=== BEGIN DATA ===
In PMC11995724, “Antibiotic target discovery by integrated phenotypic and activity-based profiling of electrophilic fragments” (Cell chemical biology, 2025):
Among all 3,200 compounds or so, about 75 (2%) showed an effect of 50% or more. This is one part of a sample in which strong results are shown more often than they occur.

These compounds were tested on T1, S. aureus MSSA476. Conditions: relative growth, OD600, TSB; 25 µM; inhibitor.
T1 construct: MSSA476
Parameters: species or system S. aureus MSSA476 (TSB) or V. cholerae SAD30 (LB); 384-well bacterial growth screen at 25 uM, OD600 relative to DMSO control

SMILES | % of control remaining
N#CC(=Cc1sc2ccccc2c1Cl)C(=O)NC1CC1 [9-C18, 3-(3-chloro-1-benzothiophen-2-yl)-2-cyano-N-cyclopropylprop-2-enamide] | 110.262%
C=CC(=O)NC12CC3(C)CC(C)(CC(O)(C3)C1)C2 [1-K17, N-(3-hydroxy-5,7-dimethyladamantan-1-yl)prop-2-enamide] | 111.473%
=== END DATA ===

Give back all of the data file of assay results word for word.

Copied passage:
In PMC11995724, “Antibiotic target discovery by integrated phenotypic and activity-based profiling of electrophilic fragments” (Cell chemical biology, 2025):
Among all 3,200 compounds or so, about 75 (2%) showed an effect of 50% or more. This is one part of a sample in which strong results are shown more often than they occur.

These compounds were tested on T1, S. aureus MSSA476. Conditions: relative growth, OD600, TSB; 25 µM; inhibitor.
T1 construct: MSSA476
Parameters: species or system S. aureus MSSA476 (TSB) or V. cholerae SAD30 (LB); 384-well bacterial growth screen at 25 uM, OD600 relative to DMSO control

SMILES | % of control remaining
N#CC(=Cc1sc2ccccc2c1Cl)C(=O)NC1CC1 [9-C18, 3-(3-chloro-1-benzothiophen-2-yl)-2-cyano-N-cyclopropylprop-2-enamide] | 110.262%
C=CC(=O)NC12CC3(C)CC(C)(CC(O)(C3)C1)C2 [1-K17, N-(3-hydroxy-5,7-dimethyladamantan-1-yl)prop-2-enamide] | 111.473%